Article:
Grief is a perfectly natural response to the death of a loved one and can be made more bearable by recognizing the common feelings surrounding loss and healthy ways to cope that can help us move forward.
Parsippany, NJ (PRWEB) December 17, 2013
With more than 2.4 million deaths recorded in the United States every year, that translates into many millions of loved ones left in pain and sadness as they grieve – a process that, for some, can seem like a bottomless pit of despair. But Hayley Hirschmann, Ph.D., a clinical psychologist and bereavement specialist at Morris Psychological Group, reassures us that grief is a perfectly natural response to the death of a loved one and can be made more bearable by recognizing the common feelings surrounding loss and healthy ways to cope that can help us move forward.
A loved one’s death often causes the most intense type of bereavement, and the level of emotional suffering typically matches the significance of one’s personal loss. Ultimately, however, grief is a highly personal and individual experience, Dr. Hirschmann says.
“There’s no right or wrong way to grieve, but some forms of grief are less productive and can lead to outcomes such as extended anxiety and depression,” she explains. “It’s important that the bereaved understand that while they couldn’t control their loved one’s passing, they do have some control in grieving in a healthy manner. This realization offers hope.”
Common feelings surrounding loss
Many factors affect how people grieve, ranging from the nature of the loss – which can be harder for those losing a spouse, child, parent or sibling – along with personality, coping style, faith and life experiences. Psychiatrist Elisabeth Kubler-Ross introduced what became known as the 5 stages of grief more than 40 years ago, acknowledging that experiencing all the stages isn’t necessary or even a linear process. They include denial; anger; bargaining; depression; and acceptance.
Keeping this framework in mind, it can be useful to understand what emotions to expect in the days, weeks and months after a loved one dies. These include:
- Shock and disbelief: You may feel numb or have trouble believing your loved one really died.
- Sadness: Emptiness, despair and yearning are common. So is crying or feeling jittery.
- Anger: You may be angry with the doctors, yourself or God for not being able to save your beloved.
- Fear: You may worry about your own mortality or how you’ll live without your loved one. Anxiety and insecurity are common.
“We often view grief as a strictly emotional process, but it can also involve physical problems such as fatigue, nausea, weight fluctuations, aches and pains, and insomnia,” Dr. Hirschmann points out.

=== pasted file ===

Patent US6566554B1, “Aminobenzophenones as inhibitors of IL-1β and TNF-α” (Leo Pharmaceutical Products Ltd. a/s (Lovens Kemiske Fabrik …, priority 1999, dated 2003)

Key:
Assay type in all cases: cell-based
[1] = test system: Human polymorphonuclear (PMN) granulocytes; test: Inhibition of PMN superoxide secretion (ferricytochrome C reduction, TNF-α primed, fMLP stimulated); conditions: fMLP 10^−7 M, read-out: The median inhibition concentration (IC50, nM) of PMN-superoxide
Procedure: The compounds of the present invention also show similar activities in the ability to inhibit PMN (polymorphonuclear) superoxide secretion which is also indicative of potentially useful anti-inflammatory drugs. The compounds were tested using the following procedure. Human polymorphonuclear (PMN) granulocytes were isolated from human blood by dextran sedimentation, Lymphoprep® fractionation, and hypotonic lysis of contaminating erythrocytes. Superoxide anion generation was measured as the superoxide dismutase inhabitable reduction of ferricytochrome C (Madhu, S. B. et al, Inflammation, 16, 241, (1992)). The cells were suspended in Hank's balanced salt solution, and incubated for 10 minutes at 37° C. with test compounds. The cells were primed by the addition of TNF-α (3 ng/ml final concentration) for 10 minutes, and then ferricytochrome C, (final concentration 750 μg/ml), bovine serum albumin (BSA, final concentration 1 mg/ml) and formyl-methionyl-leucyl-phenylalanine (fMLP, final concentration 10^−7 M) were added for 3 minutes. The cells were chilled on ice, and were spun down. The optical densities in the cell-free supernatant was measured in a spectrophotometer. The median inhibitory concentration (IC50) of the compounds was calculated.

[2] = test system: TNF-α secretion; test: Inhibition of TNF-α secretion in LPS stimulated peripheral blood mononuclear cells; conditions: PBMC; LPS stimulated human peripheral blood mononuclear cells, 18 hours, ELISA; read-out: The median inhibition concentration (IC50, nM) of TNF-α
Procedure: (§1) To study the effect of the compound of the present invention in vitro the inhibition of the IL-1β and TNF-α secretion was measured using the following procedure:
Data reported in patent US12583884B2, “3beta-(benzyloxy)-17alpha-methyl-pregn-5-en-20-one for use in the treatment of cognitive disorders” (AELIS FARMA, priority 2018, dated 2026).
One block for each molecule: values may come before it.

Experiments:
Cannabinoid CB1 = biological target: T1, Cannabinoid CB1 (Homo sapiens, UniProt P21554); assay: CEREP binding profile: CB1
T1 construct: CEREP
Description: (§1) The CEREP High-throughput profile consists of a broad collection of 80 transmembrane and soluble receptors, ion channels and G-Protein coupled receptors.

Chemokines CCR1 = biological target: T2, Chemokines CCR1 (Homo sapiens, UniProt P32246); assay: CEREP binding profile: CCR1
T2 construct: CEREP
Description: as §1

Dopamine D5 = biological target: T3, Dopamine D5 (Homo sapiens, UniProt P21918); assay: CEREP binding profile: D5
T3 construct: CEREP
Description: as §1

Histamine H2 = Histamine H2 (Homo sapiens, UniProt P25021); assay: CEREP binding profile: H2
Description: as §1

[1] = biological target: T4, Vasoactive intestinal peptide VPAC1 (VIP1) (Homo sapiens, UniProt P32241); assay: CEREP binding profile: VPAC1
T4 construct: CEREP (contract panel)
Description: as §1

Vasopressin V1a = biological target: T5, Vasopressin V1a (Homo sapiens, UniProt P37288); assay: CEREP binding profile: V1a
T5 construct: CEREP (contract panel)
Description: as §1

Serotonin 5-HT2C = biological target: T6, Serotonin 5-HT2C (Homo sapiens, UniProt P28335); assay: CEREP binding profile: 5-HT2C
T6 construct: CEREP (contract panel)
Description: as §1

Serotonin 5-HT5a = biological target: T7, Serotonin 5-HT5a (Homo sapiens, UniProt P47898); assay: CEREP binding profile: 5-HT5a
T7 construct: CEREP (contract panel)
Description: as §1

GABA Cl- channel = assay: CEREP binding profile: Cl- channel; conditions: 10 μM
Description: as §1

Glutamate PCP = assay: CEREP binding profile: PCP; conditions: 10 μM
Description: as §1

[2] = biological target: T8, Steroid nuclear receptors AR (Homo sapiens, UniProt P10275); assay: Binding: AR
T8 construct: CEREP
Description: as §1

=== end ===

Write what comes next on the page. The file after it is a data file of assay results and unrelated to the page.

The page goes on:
Tips for coping
Wallowing in grief can be destructive, however, but not facing your feelings can be equally damaging to your mental health, according to Dr. Hirschmann. She offers these tips for managing bereavement in a way that leads you forward:
- Lean on friends and family members: Others who care about you want to help during a crisis. Tell them what you need, whether it’s emotional support, help with funeral arrangements or meals for the near future.
- Join a support group: Sharing your sorrow with others who have experienced similar losses can help. To find support groups near you, contact local hospitals, hospices or counseling centers.
- Follow your faith: Meaningful spiritual activities and rituals such as meditating or praying can offer solace. Talking to a clergy member about your feelings may also be comforting.
- Plan for grief triggers: Holidays, anniversaries and other milestones can bring an emotional punch to the gut when you’re missing the person you once shared them with. Be prepared for these events and understand that your feelings are perfectly normal.
- Talk to a therapist or counselor: If your grief feels like too much to bear, seeking mental health expertise is a logical choice that displays strength, not weakness.
“An experienced psychotherapist can help you work through your intense emotions and overcome obstacles to healing,” Dr. Hirschmann says. “If you aren’t feeling better over time, your grief may have developed into a more severe problem such as depression. When you’re grieving, it’s more important than ever to take care of yourself.”
Hayley Hirschmann, Ph.D., is a clinical psychologist who treats issues specific to women, such as postpartum depression, menopause related depression, adjustment to divorce or single parenthood, and coping with chronic illness, losses or trauma.